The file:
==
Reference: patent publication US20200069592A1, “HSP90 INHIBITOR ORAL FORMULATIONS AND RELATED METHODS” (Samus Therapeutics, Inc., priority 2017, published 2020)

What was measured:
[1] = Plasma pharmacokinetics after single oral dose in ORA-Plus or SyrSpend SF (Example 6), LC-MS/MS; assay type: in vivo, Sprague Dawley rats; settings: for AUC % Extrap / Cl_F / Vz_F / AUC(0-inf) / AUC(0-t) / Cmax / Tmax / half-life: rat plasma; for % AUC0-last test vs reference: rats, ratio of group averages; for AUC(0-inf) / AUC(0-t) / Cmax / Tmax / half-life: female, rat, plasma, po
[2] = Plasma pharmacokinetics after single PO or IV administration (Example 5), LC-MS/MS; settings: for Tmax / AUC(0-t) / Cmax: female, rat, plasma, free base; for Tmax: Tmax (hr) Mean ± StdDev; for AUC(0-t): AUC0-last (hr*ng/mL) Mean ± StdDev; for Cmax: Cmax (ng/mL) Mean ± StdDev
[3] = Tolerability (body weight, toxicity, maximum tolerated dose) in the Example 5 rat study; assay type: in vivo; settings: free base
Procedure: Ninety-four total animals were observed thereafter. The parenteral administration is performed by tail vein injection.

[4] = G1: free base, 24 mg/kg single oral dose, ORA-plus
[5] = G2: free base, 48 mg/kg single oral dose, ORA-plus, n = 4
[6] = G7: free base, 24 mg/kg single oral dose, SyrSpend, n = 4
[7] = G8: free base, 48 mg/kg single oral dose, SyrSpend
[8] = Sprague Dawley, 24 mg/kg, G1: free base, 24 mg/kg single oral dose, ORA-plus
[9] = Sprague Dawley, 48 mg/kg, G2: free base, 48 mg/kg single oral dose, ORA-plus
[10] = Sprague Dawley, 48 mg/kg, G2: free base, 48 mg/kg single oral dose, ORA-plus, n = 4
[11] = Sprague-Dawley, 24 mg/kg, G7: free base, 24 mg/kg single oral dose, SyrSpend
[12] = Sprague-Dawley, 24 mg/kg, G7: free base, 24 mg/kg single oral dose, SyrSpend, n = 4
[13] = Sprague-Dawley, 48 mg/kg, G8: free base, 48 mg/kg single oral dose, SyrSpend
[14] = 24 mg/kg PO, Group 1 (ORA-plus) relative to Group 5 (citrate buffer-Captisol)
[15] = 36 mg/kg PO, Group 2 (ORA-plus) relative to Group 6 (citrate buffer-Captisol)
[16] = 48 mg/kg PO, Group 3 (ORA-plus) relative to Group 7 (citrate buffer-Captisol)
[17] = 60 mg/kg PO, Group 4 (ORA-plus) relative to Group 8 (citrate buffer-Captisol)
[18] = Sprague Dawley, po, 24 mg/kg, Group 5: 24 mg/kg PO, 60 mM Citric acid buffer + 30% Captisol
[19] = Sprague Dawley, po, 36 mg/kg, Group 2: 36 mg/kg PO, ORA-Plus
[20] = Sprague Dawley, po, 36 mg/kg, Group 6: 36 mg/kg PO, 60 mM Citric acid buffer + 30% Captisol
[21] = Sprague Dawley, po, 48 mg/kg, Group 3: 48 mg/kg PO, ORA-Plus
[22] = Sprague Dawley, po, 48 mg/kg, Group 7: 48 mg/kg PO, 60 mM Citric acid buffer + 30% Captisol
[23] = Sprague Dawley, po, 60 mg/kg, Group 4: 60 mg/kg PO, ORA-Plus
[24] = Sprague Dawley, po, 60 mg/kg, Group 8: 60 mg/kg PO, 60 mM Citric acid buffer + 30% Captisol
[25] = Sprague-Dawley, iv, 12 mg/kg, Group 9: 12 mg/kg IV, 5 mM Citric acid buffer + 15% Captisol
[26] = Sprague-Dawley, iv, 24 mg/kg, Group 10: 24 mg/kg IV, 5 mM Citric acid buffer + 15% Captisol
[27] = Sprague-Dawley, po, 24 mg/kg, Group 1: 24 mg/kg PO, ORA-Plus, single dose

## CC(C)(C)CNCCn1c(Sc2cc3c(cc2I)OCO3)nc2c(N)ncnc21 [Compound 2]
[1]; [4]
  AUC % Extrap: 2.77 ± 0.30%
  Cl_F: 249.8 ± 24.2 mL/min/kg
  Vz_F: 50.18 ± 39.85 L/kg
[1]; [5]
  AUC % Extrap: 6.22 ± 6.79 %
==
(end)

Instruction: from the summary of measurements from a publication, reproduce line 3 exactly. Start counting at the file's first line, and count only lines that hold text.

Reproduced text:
[1] = Plasma pharmacokinetics after single oral dose in ORA-Plus or SyrSpend SF (Example 6), LC-MS/MS; assay type: in vivo, Sprague Dawley rats; settings: for AUC % Extrap / Cl_F / Vz_F / AUC(0-inf) / AUC(0-t) / Cmax / Tmax / half-life: rat plasma; for % AUC0-last test vs reference: rats, ratio of group averages; for AUC(0-inf) / AUC(0-t) / Cmax / Tmax / half-life: female, rat, plasma, po